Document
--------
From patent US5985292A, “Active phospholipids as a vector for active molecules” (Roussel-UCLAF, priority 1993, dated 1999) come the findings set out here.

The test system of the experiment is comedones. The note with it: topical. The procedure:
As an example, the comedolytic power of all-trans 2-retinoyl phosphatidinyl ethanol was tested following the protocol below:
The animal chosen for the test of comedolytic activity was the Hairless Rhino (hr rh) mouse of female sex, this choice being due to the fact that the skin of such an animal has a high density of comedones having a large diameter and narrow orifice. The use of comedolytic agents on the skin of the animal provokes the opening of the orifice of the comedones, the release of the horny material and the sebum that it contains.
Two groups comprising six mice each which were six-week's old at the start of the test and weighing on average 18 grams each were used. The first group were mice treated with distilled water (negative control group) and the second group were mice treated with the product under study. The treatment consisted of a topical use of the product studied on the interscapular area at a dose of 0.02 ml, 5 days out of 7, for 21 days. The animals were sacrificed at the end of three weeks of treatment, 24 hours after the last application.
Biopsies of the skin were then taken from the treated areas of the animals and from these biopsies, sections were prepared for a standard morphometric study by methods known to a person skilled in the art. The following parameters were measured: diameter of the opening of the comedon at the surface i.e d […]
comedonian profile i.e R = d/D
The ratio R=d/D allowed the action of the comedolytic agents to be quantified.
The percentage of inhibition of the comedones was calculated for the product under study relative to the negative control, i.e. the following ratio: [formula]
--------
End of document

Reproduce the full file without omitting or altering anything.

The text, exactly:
From patent US5985292A, “Active phospholipids as a vector for active molecules” (Roussel-UCLAF, priority 1993, dated 1999) come the findings set out here.

The test system of the experiment is comedones. The note with it: topical. The procedure:
As an example, the comedolytic power of all-trans 2-retinoyl phosphatidinyl ethanol was tested following the protocol below:
The animal chosen for the test of comedolytic activity was the Hairless Rhino (hr rh) mouse of female sex, this choice being due to the fact that the skin of such an animal has a high density of comedones having a large diameter and narrow orifice. The use of comedolytic agents on the skin of the animal provokes the opening of the orifice of the comedones, the release of the horny material and the sebum that it contains.
Two groups comprising six mice each which were six-week's old at the start of the test and weighing on average 18 grams each were used. The first group were mice treated with distilled water (negative control group) and the second group were mice treated with the product under study. The treatment consisted of a topical use of the product studied on the interscapular area at a dose of 0.02 ml, 5 days out of 7, for 21 days. The animals were sacrificed at the end of three weeks of treatment, 24 hours after the last application.
Biopsies of the skin were then taken from the treated areas of the animals and from these biopsies, sections were prepared for a standard morphometric study by methods known to a person skilled in the art. The following parameters were measured: diameter of the opening of the comedon at the surface i.e d […]
comedonian profile i.e R = d/D
The ratio R=d/D allowed the action of the comedolytic agents to be quantified.
The percentage of inhibition of the comedones was calculated for the product under study relative to the negative control, i.e. the following ratio: [formula]